Campbell Soup Seeks Big Ideas From Small Groups

CEO pushes soup giant to move faster, 'think outside the can'

Campbell Soup Co. certainly benefits from its large scale, but CEO Denise Morrison sees nimbleness as key to driving innovation and growth in the future.

Accordingly, Morrison encourages company staffers to break down into smaller cross-functional groups to develop new product ideas. Campbell also has rebuilt its Camden, N.J., headquarters to create open spaces for these "breakthrough teams" to meet.

Speaking at the 4As Transformation conference in New Orleans, Morrison described the new approach as "disciplined creativity." She said it was vital to getting the soup giant to move faster in an ever-changing world.

"There's such a gravitational pull when you're a 140-year-old company to do things that you were comfortable with, that made you successful in the past," said Morrison, who answered questions from Andrew Robertson, CEO of Campbell roster shop BBDO. "So, we came out with this mantra when I became CEO [in 2011] of focusing forward—focusing outward to consumers and ahead to create our future. So, we had to think outside the can."

Referring to her spotted outfit, she added, "Look, I'm dressed like a cheetah. How many CEOs wear a cheetah jacket? But the cheetah is the speediest animal on the planet. It goes from zero to 62 in three seconds. Campbells had to be faster at innovation, and we had to accelerate our innovation to about 15 percent of sales."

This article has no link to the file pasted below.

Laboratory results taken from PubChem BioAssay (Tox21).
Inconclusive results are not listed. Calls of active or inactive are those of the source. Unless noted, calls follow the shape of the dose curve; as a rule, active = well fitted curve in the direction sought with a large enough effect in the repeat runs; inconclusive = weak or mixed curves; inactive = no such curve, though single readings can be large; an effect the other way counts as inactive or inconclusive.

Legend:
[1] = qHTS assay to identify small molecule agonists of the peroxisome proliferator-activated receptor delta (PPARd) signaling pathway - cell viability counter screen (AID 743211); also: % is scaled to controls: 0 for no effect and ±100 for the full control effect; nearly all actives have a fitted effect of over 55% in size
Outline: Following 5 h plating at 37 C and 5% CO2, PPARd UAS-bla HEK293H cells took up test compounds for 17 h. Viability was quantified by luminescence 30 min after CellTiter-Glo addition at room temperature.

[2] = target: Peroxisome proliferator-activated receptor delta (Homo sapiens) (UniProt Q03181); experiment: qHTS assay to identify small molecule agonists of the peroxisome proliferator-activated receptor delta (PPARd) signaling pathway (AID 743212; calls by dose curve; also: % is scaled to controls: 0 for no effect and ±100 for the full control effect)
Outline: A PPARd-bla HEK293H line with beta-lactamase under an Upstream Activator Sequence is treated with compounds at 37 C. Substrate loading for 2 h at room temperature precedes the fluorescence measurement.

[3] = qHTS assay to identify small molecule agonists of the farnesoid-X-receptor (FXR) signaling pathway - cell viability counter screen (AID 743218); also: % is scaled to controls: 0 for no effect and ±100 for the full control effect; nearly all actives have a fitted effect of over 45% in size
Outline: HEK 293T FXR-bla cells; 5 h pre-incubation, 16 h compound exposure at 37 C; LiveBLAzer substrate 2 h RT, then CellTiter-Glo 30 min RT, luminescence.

To get inspiration for new ideas, Campbell often looks outside the company. The idea of working in smaller groups, for example, came from a consulting company called Ideo. Morrison also cited Apple founder Steve Jobs and his willingness to take risks and challenge the status quo. More fundamentally, sometimes it's just a matter of really listening to consumers, according to Morrison.

"For example, our team decided that we wanted to really understand Millennials and build food and beverages for the next generations," Morrison said. "So, they went out and they lived and they shopped with Millennials and they ate with them and they cooked with them. They went to pop-up bars; I couldn't get them to come back to work. It was really something. But listening to the consumer and getting inspired by what the consumer needs before they know they want it is a big spur for innovation."